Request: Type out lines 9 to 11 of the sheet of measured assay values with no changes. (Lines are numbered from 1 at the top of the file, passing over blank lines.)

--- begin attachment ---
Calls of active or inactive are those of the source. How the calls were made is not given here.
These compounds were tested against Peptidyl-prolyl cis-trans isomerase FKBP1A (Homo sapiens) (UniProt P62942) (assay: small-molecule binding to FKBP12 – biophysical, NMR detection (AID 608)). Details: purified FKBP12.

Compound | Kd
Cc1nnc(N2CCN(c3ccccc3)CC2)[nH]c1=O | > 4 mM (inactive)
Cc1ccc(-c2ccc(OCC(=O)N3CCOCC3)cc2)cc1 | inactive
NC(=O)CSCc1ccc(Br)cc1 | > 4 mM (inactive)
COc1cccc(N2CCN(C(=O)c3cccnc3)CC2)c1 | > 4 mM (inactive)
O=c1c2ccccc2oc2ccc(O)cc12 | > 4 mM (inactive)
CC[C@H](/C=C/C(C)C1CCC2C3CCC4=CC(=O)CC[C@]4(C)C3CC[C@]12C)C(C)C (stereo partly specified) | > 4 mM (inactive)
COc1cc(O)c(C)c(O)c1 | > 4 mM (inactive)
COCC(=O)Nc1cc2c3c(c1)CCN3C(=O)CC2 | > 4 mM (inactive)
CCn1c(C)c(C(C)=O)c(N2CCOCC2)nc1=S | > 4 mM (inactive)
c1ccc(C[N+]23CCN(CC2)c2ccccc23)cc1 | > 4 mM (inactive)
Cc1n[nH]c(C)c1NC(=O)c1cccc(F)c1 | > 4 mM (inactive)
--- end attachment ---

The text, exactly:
CC[C@H](/C=C/C(C)C1CCC2C3CCC4=CC(=O)CC[C@]4(C)C3CC[C@]12C)C(C)C (stereo partly specified) | > 4 mM (inactive)
COc1cc(O)c(C)c(O)c1 | > 4 mM (inactive)
COCC(=O)Nc1cc2c3c(c1)CCN3C(=O)CC2 | > 4 mM (inactive)